In today’s riveting second installment of Bart Gellman’s new book on Dick Cheney, the Washington Post adds further detail to that now-famous hospital bed scene in which then-Attorney General John Ashcroft refused to re-authorize the Bush Administration’s warrantless domestic surveillance program:
Was Comey going to sit there and watch a barely conscious man make his mark? On an order that he believed, and knew Ashcroft believed, to be unlawful?
Unexpectedly, Ashcroft roused himself. Previous accounts have said he backed his deputy. He did far more than that. Ashcroft told the president’s men he never should have certified the program in the first place.
“You drew the circle so tight I couldn’t get the advice that I needed,” Ashcroft said, according to Comey. He knew things now, the attorney general said, that he should have been told before. Spent, he sank back in his bed.
Mueller arrived just after Card and Gonzales departed. He shared a private moment with Ashcroft, bending over to hear the man’s voice.
“Bob, I’m struggling,” Ashcroft said.
“In every man’s life there comes a time when the good Lord tests him,” Mueller replied. “You have passed your test tonight.”
But the larger point of today’s story is how assiduously Cheney worked to keep President Bush himself from getting the information he needed:
Gellman notes, for instance, that as the top echelon of the Justice Department was contemplating a mass resignation:
It was close to midnight when Comey got home, long past the president’s bedtime. Bush had yet to learn that his government was coming apart.
And how carefully Cheney and his subordinates had controlled the flow of information to the Chief Executive:
At the White House on Thursday morning, the president moved in a bubble so tight that hardly any air was getting in. It was March 11, decision day. If Bush reauthorized the program, he would have no signature from the attorney general. By now that was nowhere near the president’s biggest problem.
Many of the people Bush trusted most were out of the picture. Karl Rove was not cleared for the program. Neither was Dan Bartlett or Karen Hughes.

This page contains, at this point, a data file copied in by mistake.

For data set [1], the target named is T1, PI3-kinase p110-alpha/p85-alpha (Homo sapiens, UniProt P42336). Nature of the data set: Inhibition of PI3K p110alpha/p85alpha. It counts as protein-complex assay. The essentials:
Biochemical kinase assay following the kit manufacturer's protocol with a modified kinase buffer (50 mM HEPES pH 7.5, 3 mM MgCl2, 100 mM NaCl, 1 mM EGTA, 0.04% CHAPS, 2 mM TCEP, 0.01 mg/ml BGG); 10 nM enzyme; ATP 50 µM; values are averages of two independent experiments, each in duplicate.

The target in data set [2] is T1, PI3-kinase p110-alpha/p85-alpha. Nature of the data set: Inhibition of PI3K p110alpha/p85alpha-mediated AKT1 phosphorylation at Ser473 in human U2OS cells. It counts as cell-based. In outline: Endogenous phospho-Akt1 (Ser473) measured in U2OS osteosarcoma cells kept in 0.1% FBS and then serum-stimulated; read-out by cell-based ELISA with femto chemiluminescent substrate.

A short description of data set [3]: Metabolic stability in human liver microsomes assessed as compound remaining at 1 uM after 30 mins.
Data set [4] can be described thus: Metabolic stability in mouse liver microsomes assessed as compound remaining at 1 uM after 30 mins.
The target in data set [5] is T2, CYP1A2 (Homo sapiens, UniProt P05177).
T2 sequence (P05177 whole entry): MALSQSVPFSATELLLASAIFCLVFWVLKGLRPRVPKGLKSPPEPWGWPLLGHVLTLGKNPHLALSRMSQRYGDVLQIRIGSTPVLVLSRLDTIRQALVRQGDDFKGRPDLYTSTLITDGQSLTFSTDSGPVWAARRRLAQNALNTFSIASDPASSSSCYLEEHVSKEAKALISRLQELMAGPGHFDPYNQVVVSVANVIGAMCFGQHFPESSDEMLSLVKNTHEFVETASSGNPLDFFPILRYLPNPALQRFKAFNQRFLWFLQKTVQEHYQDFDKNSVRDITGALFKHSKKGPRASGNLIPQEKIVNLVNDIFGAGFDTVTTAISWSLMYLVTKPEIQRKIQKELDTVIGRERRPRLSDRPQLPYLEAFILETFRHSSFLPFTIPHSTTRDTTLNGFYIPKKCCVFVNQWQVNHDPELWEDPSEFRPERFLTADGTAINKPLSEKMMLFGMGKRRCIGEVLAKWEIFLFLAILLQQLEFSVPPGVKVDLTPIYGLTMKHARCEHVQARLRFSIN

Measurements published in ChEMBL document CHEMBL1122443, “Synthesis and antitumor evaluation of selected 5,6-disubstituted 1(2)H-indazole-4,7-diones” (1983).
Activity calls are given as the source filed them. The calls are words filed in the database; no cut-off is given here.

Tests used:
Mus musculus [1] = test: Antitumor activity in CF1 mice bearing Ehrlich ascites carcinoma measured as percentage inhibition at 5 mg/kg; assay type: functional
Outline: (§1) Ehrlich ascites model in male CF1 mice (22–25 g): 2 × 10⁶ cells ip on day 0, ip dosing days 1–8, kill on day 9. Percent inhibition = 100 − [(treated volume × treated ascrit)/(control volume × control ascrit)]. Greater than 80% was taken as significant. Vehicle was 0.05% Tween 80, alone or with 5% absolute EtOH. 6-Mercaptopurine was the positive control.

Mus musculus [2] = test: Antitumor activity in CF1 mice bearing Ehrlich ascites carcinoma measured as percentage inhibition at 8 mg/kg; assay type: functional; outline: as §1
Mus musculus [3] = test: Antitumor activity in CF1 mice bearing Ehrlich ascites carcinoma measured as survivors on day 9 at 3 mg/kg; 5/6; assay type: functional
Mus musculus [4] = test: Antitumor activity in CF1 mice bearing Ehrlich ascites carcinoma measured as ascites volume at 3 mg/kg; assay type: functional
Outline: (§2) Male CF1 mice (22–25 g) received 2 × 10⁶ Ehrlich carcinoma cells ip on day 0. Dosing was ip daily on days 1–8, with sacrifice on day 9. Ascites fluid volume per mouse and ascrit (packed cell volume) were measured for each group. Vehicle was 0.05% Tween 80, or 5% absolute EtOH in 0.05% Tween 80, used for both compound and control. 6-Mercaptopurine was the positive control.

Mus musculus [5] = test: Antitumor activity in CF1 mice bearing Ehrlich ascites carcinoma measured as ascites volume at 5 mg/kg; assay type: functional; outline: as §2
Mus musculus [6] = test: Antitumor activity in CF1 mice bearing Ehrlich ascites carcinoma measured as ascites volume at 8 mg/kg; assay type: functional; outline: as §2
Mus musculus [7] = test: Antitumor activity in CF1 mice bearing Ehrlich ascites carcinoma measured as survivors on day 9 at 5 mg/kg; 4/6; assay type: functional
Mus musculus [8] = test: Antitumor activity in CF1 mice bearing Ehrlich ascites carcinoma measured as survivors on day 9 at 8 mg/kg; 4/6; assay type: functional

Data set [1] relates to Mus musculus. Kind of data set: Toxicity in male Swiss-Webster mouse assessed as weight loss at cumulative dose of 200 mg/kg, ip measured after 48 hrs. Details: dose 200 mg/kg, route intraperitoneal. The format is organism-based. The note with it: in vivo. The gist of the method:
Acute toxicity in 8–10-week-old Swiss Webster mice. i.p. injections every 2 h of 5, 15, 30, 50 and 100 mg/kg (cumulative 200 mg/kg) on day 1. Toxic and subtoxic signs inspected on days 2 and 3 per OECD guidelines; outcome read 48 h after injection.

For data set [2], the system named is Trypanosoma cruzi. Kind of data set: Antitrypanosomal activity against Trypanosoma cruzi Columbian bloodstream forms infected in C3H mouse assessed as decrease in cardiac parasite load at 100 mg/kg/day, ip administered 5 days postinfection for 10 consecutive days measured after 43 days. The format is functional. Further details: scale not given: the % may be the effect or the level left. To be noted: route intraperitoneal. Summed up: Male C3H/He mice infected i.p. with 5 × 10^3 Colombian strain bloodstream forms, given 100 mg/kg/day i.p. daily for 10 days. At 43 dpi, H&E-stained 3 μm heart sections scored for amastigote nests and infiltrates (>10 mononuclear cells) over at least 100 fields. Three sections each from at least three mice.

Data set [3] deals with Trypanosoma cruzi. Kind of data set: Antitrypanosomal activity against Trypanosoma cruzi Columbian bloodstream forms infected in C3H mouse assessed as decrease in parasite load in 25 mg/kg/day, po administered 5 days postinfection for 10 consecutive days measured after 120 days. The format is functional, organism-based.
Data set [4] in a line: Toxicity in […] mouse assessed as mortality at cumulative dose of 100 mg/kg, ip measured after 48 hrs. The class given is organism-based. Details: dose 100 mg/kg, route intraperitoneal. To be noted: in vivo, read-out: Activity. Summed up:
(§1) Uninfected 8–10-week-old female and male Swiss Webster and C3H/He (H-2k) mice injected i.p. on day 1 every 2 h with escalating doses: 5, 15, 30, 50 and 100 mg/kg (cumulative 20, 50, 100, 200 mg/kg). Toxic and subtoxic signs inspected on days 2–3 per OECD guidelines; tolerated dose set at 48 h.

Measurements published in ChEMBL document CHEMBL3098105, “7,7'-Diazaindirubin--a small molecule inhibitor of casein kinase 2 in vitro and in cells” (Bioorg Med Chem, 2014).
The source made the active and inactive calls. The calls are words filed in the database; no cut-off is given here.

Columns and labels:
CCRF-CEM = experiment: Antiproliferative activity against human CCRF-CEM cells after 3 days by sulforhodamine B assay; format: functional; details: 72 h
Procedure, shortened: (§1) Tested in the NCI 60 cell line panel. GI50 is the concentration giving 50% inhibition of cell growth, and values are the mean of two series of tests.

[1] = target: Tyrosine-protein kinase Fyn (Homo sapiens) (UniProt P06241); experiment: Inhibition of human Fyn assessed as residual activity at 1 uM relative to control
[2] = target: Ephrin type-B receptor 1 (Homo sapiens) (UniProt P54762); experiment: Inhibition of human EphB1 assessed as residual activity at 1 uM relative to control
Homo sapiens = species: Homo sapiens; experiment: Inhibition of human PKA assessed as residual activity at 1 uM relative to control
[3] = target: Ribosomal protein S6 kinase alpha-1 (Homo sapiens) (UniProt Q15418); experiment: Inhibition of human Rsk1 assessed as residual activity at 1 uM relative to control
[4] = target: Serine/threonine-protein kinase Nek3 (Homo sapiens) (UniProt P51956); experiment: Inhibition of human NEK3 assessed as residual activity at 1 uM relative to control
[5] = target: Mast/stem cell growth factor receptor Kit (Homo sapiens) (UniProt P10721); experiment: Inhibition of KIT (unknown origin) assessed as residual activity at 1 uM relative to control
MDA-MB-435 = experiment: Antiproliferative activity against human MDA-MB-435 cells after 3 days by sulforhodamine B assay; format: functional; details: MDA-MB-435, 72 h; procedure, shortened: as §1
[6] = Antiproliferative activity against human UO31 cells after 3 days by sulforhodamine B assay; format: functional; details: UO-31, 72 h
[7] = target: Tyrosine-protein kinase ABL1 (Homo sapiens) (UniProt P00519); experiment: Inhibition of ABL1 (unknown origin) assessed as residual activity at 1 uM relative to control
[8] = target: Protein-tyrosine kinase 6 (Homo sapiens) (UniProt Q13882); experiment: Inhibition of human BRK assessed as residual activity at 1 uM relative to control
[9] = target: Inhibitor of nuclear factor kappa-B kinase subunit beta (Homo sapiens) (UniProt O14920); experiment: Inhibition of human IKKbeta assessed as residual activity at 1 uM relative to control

National security adviser Condoleezza Rice had the clearance, but Cheney did not invite her to the meetings that mattered.
As Gellman tells it, the officials came within minutes of resigning, and the program was modified, though he is frustratingly vague (and I assume was frustrated in his reporting, or what he felt he could report) in telling us how:
Not 24 hours earlier, the president had signed his name to an in-your-face rejection of the attorney general’s ruling on the law. Now he had two bad choices. March on, with all the consequences. Or retreat.
The president stepped back from the precipice. He gave Mueller a message for Comey.
“Tell Jim to do what Justice thinks needs to be done,” he said.
Seven days later, Bush amended his March 11 directive. The legal certification belonged again to the attorney general. The surveillance program stopped doing some things, and it did other things differently. Much of the operation remained in place. Not all of it.
As they always do, I’m sure many of our commenters will ask, why is this coming out now, in the final months of the Bush presidency? Gellman’s account makes it clear how tightly this information was held, and he has done an extraordinary job of getting the officials involved to talk to him on the record. But the question of why they waited so long is a valid one–as is the question of what we still don’t know.